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Science in Central America and South America

By | 2017-09-10T14:57:10+00:00 September 10th, 2017|Central America, Science, South America|

A rubber ball made by the Olmec people (about 1000 BC) With different natural resources available to them, the people of South America and Central America invented different things than the people of Europe, Asia, or Africa did. One early invention was rubber. The Olmec people invented rubber (in fact the word "Olmec" means "rubber people" in the Aztec language, Nahuatl). The Olmec began to [...]

Coca leaves – South American medicine

By | 2017-09-10T14:01:50+00:00 September 10th, 2017|Science, South America|

Coca farming Like potatoes and tomatoes, coca plants grow wild in the Andes Mountains of South America; they probably evolved around the same time as the other flowering plants, around 120 million years ago. The plants make cocaine in their leaves, probably to keep animals from eating them. Woman chewing coca leaves (Uruguay, ca. 500 BC-500 AD) When people first [...]

Central and South American religion

By | 2017-09-10T10:53:07+00:00 September 10th, 2017|Central America, Religion, South America|

Maya Corn King on a plate The people who lived in South and Central America before 1500 were polytheistic - they believed in many different gods. Because they lived pretty near one another, and ate many of the same foods, some of their gods were pretty much the same. The Mayan Corn God, for example, [...]

Who were the Valdivia people? South American history

By | 2017-09-09T18:03:10+00:00 September 9th, 2017|History, South America|

Valdivian carving, ca. 3500-2000 BC People probably first reached Ecuador by boat, about 13,000 BC. They were coming down the Pacific Coast from North America. These people settled in river valleys along the coast. They hunted and gathered their food, some on land but mostly by fishing in the ocean. About the same time as people in Asia and Africa, they started farming. Around 8000 BC, they [...]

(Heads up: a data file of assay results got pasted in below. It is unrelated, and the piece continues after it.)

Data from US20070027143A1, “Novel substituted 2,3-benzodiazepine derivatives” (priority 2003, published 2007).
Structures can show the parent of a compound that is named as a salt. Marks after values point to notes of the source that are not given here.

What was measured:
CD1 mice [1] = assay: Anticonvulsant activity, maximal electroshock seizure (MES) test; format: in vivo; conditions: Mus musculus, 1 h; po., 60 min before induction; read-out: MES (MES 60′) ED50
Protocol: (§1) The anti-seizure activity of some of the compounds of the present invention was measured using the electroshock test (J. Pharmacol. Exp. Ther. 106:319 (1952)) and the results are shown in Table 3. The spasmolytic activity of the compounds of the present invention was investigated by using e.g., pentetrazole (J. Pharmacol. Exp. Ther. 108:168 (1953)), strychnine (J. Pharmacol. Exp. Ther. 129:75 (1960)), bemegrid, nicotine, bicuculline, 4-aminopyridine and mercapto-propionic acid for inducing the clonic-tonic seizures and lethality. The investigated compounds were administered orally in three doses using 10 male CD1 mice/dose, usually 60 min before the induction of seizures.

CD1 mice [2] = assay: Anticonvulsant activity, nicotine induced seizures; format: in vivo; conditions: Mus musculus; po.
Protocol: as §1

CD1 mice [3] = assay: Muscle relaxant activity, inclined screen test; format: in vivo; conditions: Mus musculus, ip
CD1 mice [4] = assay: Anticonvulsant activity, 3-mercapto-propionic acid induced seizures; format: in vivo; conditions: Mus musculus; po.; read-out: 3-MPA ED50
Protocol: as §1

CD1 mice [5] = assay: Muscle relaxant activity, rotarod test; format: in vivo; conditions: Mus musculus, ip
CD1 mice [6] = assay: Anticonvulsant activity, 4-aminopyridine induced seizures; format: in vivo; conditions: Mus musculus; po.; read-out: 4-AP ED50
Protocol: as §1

Norte Chico history – South America

By | 2017-09-09T17:15:42+00:00 September 9th, 2017|History, South America|

Stepped platform at Caral (ca. 2200 BC) People probably first arrived in Peru about 13,000 BC. They were following the Pacific coast south from North America. Like the people who settled Brazil, on the other side of South America, around the same time, they ate a lot of fish and shellfish, squash and potatoes. Sometime around 8000 BC, the Norte Chico people started [...]

Who were the Nazca? South American history

By | 2017-09-09T17:04:12+00:00 September 9th, 2017|History, South America|

Nazca lines - a giant monkey drawn on the desert floor After the Chavin state collapsed about 250 BC, two new states formed in Peru - the Moche in the north and the Nazca in the south. So by about 100 BC, the Nazca were between the Moche and the Mapuche to their south, in what is now Chile, and [...]

Who were the Moche? South American history

By | 2017-09-09T17:01:01+00:00 September 9th, 2017|History, South America|

Moche portrait of a blind man, 400-500 AD (thanks to Oberlin College) The collapse of the Chavin state in Peru, about 250 BC, seems to have opened the way for the Moche and the Nazca to develop states of their own. The Moche started up around 100 AD along the Pacific coast of South America, in what is now northern Peru. The [...]

South and Central American history

By | 2017-09-09T16:06:16+00:00 September 9th, 2017|Central America, History, South America|

The Andes mountains run down the Pacific side of South America People first came to Central and South America probably around 20,000 years ago. They were probably traveling south from North America, though some people may also have come by boat across the Pacific Ocean. These earliest people, like other people elsewhere in the world at that time, [...]

Who were the Inca? South American history

By | 2017-09-09T08:59:26+00:00 September 9th, 2017|History, South America|

Macchu Picchu Until the 1400s AD, the Pacific coast of South America was made up of a lot of small independent kingdoms: first the Valdivia and Norte Chico people, then the Moche, the Chavin and the Mapuche. These kingdoms often raided each other, but then they went home again and made peace. This was like the city-states of ancient Greece, or the Etruscan period in Italy. Then one [...]

Who were the Guarani? South American history

By | 2017-09-09T08:55:29+00:00 September 9th, 2017|History, South America|

Guarani people performing a dance in the 1800s When the first Tupi people expanded their territory from Central America to reach the coast of Brazil about 900 BC, some of them kept on moving south along the Atlantic coast. About a thousand years later, maybe about 1 AD, some of those Tupi people moved inland, abandoning their [...]